Brendan Fraser: Mr. October?
Sorry, the 'Scout' star is the only baseball hero to see this month
Brendan Fraser is glorying in a geek’s revenge. ”Of course I was a dork,” the actor admits when asked about his less-than-illustrious early years. ”But that’s okay, because the coolest people I know now were all dorks.”
Easy for him to say. At 25 and safely out of any adolescent awkwardness — real or imagined — Fraser is becoming famous enough that no one minds if he’s shy or somewhat bumbling. He slouches, he plays with his ear, and while he’s willing to talk, he doesn’t think he’s very good at it. What he is good at is letting loose in front of the camera. As Steve Nebraska in The Scout, Albert Brooks’ baseball comedy, Fraser plays an unsocialized, out-to-lunch hitting-and-pitching phenomenon with a gleeful lack of self-consciousness.
While the role may be the first to combine Fraser’s silliness and his sexiness, ”there’s a (connecting) line between all the characters I play,” he says. ”They arrive in a world that they don’t understand and want to become like everyone else.” As a Stone Age relic in 1992’s Encino Man and a Jewish football player facing anti-Semitism in School Ties that same year, Fraser has played characters who often find themselves forced to go against the grain. As for Nebraska, a semi-amnesiac who’s comfortable upstaging the film’s cameo crooner Tony Bennett but is scared to be alone, ”he’s lost,” says Fraser. ”He is lost.”
The son of a former Canadian tourism official whose job forced the family to move often, Fraser clicked with Nebraska’s ”journey … to adapt to new surroundings. I remember being the new kid all the time, and that causes a lot of anxiety. But there was a joy in redefining yourself each time.”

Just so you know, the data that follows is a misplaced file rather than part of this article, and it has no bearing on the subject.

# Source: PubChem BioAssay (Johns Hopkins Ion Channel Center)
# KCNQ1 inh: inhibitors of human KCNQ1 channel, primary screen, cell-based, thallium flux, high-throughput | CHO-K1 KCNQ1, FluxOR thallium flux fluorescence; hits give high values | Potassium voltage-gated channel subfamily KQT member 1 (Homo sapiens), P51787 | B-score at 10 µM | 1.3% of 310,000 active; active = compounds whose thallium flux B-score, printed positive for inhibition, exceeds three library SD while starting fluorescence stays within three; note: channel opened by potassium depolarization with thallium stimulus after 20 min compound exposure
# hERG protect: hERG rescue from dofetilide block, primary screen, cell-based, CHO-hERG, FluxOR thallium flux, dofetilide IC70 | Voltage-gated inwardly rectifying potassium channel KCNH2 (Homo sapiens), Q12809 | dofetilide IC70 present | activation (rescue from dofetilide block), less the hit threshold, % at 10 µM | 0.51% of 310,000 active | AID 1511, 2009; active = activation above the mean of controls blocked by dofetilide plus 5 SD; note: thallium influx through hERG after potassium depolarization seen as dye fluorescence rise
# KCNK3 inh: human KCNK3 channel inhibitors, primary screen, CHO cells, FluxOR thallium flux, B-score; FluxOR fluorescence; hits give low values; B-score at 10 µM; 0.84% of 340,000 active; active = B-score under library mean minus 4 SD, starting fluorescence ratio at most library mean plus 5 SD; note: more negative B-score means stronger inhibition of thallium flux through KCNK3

There are limits, however: Fraser is no Roger Clemens, no matter how well he acts. ”I was asked to pitch the opening pitch of a Mariners game,” he says, ”and it was miserable. I pitched the worst slider you’ve ever seen.” Three weeks of training with USC’s baseball coach near his home in Los Angeles yielded results that were no more impressive: ”I broke some very expensive camera equipment,” he says of his throwing arm. ”On location in Mexico, the extras would yell, ‘Break something else, señor!” Still, he got the ball over the plate ”three times out of five. Or maybe seven,” he falters. ”If I’d been really bad, they would’ve used a double.”
Unlike Nebraska, Fraser ”is not a lunatic; he’s just odd,” says the film’s costar and cowriter, Brooks. But ”he’s funny and doesn’t know he’s funny, which is the best kind of funny.” Despite doing a dead-on imitation of Melanie Griffith posing as a spy in Germany in Shining Through (”I made some strudel! Eat the strudel!”), Fraser insists, ”I take myself very seriously … I’m really into seat belts and helmets.” And when he’s not working, ”I read books, and I organize slips of paper. I’m pretty obsessive.”
Luckily, there’s been plenty to keep him busy. His projects aren’t all hits — ”No one saw Airheads,” he says nonchalantly of the recent comedy in which he played a frustrated musician. ”It was out for two seconds.” But with six movies in just three years on his résumé, he’s definitely playing in the majors — although some cities are more hospitable than others. ”Usually when I’m recognized, it’s, ‘You’re the guy from the movies, right?’ In New York, they know me. But in L.A,” he says, ”it’s, ‘You’re not Tom Cruise — siddown.”’